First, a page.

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Ukraine celebrates Day of Ukrainian Statehood for the first time

In 2021, during Independence Day celebrations (August 24), President Volodymyr Zelenskyy proposed introducing a new state holiday: July 28, the day of the conversion of Kyivan Rus to Orthodox Christianity to be celebrated as the official Day of Ukrainian Statehood.

Ukraine’s first ‘Statehood Day’ is being celebrated on the 1034th anniversary of the day when the Kyivan Rus converted to Christianity.

A presidential decree establishing the new holiday was signed by the President on August 24, 2021. On May 31, 2022, Ukraine’s unicameral parliament, Verkhovna Rada (Supreme Council) separately adopted a new law establishing July 28 as the Day of Ukrainian Statehood.

The purpose behind the holiday is to assert the continuity of Ukrainian statehood, protect Ukraine’s national interests, preserve historical justice, and eliminate fake narratives put out by the Russian Federation with respect to historical aspects of Ukrainian state formation.

The Kremlin, including the Russian dictator Putin himself, have numerous times derided the idea of Ukraine being an independent state, going so far as to deny that Ukrainians are a separate nation from Russians, or even that the Ukrainian language is anything else other than a dialect of Russian. The Kremlin’s narrative is simply “Ukrainians are Russians that forgot they were Russians”.

In an address to the Ukrainian nation, President Zelenskyy said that:

“Our great Ukrainian family is united by the family of the state symbols of Ukraine. These are three siblings: the National Flag of Ukraine, the Coat of Arms, and the State Anthem. I think it is very important not only to mark the emergence of statehood but to unite for its preservation. We thought we had rule over our land. Now, we are laying down our souls and bodies for our freedom because we forgot that not all enemies had already disappeared like morning dew in the sun… But, we did not forget our nation. And so, destiny shall definitely smile upon us because it is our destiny.”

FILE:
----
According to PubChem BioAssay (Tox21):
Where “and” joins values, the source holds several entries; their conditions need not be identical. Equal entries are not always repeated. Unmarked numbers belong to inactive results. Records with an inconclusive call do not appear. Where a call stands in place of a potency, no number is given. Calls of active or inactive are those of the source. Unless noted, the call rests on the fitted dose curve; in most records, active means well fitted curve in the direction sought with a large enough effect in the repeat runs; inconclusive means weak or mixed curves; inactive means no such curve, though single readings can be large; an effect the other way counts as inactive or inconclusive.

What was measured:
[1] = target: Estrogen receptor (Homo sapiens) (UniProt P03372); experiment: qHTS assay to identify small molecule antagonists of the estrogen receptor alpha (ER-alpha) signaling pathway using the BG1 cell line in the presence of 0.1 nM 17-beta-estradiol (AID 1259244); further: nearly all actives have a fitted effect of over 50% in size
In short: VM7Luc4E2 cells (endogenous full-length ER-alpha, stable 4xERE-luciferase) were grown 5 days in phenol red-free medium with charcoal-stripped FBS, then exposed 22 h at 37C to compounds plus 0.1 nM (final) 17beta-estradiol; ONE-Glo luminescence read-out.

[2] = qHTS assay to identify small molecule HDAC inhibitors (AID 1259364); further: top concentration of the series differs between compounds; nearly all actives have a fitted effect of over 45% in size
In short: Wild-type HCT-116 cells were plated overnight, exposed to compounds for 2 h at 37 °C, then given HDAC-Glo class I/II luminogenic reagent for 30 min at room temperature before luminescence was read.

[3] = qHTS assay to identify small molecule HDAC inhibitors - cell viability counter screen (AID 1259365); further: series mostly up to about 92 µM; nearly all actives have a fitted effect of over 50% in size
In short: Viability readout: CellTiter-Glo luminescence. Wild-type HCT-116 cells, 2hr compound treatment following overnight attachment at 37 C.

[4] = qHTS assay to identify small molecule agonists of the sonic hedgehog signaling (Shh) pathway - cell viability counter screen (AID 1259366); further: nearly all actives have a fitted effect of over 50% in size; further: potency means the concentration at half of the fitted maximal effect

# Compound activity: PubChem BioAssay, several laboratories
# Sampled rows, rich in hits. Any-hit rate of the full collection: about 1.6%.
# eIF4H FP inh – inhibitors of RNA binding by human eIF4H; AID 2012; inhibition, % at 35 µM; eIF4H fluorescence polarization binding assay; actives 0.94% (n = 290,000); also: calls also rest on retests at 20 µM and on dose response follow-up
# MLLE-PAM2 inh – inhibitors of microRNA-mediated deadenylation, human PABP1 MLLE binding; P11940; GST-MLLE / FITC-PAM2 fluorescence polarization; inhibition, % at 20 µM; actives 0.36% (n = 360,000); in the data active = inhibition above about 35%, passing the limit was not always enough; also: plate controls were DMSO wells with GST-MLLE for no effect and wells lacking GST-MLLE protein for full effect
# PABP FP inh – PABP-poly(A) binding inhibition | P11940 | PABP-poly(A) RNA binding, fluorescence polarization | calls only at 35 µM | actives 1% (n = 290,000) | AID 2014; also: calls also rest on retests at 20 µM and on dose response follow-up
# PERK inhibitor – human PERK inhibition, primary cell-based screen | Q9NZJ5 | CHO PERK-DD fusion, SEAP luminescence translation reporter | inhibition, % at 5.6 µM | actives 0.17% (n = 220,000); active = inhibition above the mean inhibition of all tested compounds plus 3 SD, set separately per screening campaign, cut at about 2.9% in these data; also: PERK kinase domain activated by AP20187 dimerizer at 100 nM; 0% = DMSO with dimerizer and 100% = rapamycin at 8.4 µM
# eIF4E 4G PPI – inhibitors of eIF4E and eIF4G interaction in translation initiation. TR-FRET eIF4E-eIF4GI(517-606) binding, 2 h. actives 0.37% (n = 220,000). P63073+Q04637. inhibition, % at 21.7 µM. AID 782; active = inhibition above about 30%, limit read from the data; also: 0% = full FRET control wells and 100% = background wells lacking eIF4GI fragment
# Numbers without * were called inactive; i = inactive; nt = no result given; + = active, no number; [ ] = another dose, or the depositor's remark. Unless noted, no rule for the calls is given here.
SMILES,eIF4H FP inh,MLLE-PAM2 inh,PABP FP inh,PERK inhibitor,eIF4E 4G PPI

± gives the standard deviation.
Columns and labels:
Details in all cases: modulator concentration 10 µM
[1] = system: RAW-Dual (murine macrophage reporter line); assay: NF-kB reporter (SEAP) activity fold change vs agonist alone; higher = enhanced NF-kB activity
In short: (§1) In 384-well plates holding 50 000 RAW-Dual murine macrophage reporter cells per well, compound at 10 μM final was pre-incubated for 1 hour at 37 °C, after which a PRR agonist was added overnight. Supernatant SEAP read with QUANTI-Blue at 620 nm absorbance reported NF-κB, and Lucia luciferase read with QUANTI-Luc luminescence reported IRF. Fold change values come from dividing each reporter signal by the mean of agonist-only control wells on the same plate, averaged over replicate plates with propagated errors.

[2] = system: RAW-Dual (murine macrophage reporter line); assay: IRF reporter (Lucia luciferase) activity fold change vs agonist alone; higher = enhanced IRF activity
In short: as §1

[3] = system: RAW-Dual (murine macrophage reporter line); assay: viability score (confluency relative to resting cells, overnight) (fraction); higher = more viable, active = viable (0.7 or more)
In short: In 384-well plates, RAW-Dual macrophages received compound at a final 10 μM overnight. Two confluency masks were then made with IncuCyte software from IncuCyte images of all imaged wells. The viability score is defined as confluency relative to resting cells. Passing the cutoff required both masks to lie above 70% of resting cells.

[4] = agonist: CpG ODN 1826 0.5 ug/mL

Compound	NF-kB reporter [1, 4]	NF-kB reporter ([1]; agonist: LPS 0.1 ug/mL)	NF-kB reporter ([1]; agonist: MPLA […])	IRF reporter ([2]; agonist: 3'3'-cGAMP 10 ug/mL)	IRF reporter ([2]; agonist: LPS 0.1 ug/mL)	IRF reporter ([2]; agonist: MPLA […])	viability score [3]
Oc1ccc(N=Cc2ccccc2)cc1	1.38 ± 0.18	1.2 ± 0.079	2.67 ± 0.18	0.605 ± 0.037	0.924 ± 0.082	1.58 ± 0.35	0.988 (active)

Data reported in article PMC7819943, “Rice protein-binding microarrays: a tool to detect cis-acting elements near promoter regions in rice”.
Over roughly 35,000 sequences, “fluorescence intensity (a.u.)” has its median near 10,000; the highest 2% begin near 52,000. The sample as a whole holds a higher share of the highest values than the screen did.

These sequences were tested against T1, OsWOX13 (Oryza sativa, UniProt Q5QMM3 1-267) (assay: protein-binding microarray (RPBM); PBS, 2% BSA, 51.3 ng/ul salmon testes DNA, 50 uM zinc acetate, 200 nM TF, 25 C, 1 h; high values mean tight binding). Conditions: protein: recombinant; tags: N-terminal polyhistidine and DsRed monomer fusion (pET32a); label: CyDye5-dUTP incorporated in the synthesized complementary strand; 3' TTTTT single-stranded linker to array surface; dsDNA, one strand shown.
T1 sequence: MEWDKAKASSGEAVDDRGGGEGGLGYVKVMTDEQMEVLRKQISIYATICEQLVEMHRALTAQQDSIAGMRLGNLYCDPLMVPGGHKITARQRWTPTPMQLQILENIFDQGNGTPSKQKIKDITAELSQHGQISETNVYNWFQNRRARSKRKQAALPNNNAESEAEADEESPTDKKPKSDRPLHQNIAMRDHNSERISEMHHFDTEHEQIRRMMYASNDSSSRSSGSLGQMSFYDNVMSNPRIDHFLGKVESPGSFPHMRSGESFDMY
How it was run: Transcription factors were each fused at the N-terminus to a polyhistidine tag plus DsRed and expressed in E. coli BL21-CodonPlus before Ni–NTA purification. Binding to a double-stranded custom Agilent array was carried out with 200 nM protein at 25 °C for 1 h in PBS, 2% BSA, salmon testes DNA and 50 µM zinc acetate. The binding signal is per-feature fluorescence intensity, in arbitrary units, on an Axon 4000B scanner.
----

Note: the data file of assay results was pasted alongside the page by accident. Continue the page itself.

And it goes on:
In a commentary to the video address, President Zelenskyy noted how the morning of the holiday had been restless due to Russia’s use of terror rocket strikes against civilian targets, yet he stressed that:

“We will not surrender. We will not give up. We cannot be intimidated. Ukraine is an independent, free, indivisible state. And it will always be like that.”

Statehood Day celebrated

The holiday was celebrated, among others, in the city of Lviv in western Ukraine. Although far removed from the frontlines, rocket attacks by Russian invaders have struck the city several times since the full-scale invasion started, targeting primarily infrastructure which is vital for securing the arrival of Western weapons as well as other kinds of aid to Ukraine.

But Lviv lies in the part of Ukraine which throughout most of its history was outside of Moscow’s grip: for centuries a part of the Kingdom of Poland, after Partitions of the Polish-Lithuanian Commonwealth a part of Austria-Hungary, and then a part of the reborn Second Polish Republic. Only in 1939 did the city become part of the Soviet Union, incorporated into the Ukrainian Soviet Socialist Republic, and it remained so until Ukraine finally gained its independence in 1991.

And in spite of the fact that the city and its surroundings have only become a part of a free and independent Ukraine only recently, it has for a long time been a place where Ukrainians could nurture their culture and language relatively freely. It should come as no surprise then, that the locals feel very strongly about the notion of an independent Ukraine.

As part of the celebrations of the Statehood Day, the people of Lviv paid their respect to soldiers fallen in defence of their country at a commemorative ceremony at the Lychakiv cemetery, the city’s most famous necropolis and place of internment of many famous people whose lives were associated with the city, Poles and Ukrainians alike. In modern days, Lychakiv has unarguably become recognised as one of Ukraine’s national necropoles.

Celebration of Ukraine’s Statehood Day at the Lychakiv cemetery in Lviv, western Ukraine. Photo: Reuters

“Today’s holiday should be celebrated, despite the fact that the current situation in Ukraine is rather sad,” said Oksana Viitek, who participated in the commemorations. “I think that this holiday helps to keep up Ukrainian identity and suits our country very well.”

“I’m more than convinced that this holiday will become part of our tradition,” said Orest Chemeris, a physician. “We value every single Ukrainian defender [Ukrainian soldier] who risks his life and does everything possible and impossible for our common victory. That’s why we need to stand united now, show solidarity and walk with confidence towards victory.”

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